I don’t usually read novels by the same author so close together because I start to see the style patterns more than the stories, but I enjoyed Rough & Tumble so much I wanted more time in that world. First, a correction: Just because Jace, the male lead in Rough & Tumble, rode a motorcycle, as do others in the Haven Brotherhood, this is not a biker gang as I supposed. It has a lot of the same markers, but is its own creation, or rather that of Jace and Axel. The common link between the brothers is more complicated than simply a love of motorcycles, and involves seeing to the heart of a potential brother to learn whether they are a product of their rough circumstances or capable of growing beyond that beginning if given the necessary support.
You might not have needed the above, but it cuts to the core of why these novels appeal to me so much. It’s about rising above harsh experiences, but the stories are specifically focused on success because of support and emotional nourishment rather than the lone hero. While the “lone wolf” concept has its appeal, I’m definitely more of a pack creature…as are wolves, oddly enough. There’s that and the almost Arthurian tale feel of might doesn’t mean right.
Anyway, Wild & Sweet is another great story with people who feel real, are facing serious challenges, and have a gut-level understanding of what it means to be a family. Like Jace and Viv, Zeke and Gabrielle have not had easy lives. Their pasts trained them to keep apart and avoid risks, and they’ve had little reason to fight that inclination.
Though Zeke has been a member of the brotherhood for years, in many ways, the pursuit of honor and justice–sometimes despite the law–has increased his wariness where outsiders are concerned. Add to that his hair-trigger temper along with an inability to tolerate any form of bullying, whether or not he’s the target, and close relationships outside of the Haven Brotherhood are not in the picture.
Gabrielle, or Gabe as she prefers to be called, is shy to a fault due to a combination of her mother, school bullying, and a social anxiety disorder. She’s a talented mechanic and a mother hen to those she lets into her circle, but the people she’s comfortable around are either family or largely senior citizens. Zeke–sexy, wealthy, and a doctor–could not possibly be interested in a grubby mechanic, or so she believes.
However, that Zeke is a doctor is key to how he helps her learn to manage her social anxiety, and for him, their differences are irrelevant. The first moment he saw Gabe, after she’s injured when foiling a robbery, he knows she grounds him in a way he never expected to find. Sure, it might be love at first sight, but neither of them is willing to recognize that pull easily, and their involvement is nothing but complications, the biggest being how the brotherhood has been assessing her brother Danny for acceptance. Zeke doesn’t want to mess with Danny’s chances, or anger the man he brought in for consideration, but he can’t stay away from Gabe. Then there’s her black and white view of things when the brotherhood doesn’t always toe the line.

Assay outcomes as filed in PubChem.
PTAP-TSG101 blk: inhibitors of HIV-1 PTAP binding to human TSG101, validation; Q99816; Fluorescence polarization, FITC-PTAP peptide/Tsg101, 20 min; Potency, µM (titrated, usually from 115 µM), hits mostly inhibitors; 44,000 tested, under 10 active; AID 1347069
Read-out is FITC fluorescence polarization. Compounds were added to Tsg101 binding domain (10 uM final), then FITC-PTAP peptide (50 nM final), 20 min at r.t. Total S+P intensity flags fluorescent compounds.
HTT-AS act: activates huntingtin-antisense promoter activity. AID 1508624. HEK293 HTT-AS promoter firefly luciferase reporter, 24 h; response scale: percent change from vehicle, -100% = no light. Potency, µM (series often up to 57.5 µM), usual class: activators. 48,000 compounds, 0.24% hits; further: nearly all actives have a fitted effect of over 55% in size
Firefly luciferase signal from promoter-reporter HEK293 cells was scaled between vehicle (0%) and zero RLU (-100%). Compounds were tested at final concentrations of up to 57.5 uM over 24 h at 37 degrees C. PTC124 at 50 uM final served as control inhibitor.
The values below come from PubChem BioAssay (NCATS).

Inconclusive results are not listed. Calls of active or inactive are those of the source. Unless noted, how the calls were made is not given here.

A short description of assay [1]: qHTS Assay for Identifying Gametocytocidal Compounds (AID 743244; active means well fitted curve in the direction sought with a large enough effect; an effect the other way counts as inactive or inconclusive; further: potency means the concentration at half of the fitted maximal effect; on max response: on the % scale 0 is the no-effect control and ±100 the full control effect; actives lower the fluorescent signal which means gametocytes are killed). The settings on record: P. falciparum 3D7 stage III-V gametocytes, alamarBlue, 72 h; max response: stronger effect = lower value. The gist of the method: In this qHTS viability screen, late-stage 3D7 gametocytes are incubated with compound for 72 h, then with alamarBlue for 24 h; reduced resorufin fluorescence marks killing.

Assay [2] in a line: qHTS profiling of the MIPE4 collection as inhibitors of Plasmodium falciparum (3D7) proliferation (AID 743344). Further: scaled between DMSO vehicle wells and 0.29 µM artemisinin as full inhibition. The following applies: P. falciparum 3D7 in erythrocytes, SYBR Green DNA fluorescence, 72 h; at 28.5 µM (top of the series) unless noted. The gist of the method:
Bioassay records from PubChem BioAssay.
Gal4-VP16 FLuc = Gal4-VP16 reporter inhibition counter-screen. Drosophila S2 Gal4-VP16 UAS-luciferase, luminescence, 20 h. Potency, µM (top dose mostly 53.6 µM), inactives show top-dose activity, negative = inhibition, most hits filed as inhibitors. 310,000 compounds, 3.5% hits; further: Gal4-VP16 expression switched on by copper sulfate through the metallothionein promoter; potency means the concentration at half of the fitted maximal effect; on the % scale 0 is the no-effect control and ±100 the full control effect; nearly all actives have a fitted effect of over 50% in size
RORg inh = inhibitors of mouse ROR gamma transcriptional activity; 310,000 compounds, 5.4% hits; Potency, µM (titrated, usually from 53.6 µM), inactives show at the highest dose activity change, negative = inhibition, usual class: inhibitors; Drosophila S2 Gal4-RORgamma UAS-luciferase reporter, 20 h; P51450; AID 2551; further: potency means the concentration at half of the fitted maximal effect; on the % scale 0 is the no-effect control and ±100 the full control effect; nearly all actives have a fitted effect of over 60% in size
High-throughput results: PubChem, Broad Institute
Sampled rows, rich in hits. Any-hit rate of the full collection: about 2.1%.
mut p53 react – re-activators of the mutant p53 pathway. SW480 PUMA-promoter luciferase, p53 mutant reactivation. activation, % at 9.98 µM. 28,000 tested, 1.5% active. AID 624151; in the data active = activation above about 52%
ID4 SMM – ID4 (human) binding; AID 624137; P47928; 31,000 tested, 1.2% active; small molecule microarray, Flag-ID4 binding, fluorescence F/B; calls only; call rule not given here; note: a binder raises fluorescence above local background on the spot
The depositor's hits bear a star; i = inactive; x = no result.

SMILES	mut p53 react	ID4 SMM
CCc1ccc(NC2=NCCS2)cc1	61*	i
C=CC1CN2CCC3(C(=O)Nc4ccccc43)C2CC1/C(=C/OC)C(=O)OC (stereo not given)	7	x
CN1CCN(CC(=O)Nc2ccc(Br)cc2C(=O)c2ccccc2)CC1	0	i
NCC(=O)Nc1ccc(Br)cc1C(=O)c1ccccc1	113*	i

There is serious character growth here, and some amazing life lessons, even delivered by minor characters like April (a perfect example of Gabe’s struggle to overcome her anxiety). The sex is explicit and detailed, and this one slipped just over the edge into risque territory, but their encounters are well written and caring in all the right ways.
Yes, the women in the series so far have been damsels in distress, trapped by financial or social troubles, but that doesn’t mean they’re any less capable or strong. It just means they end up in circumstances where a brotherhood of those with a wide range of talents is necessary to pull them clear. The women don’t sit back and let it happen, either. They are active participants in the process, sometimes much to the annoyance of their male counterparts in all of the best ways.
Wild & Sweet also shares the layered stories of the first, but the plots are so different, I had no difficulty reading the two so close together. In this book, there’s Zeke and Gabe’s maturing relationship, Gabe’s struggle with her social anxiety, and the story behind the break-in she interrupted, while Danny’s story, which began in Rough & Tumble as a minor side thread, is a powerful secondary tale intertwined with everything else going on. It also allows for a better understanding of the brotherhood itself, since Zeke provided a non-founder perspective.
If you are into stories that demonstrate the bonds between people–family, friends, and loves–this series is a powerful example while offering sometimes harrowing, but always personal, stories. Rhenna Morgan has won me over without a doubt.
P.S. I received this novel from the publisher in return for an honest review.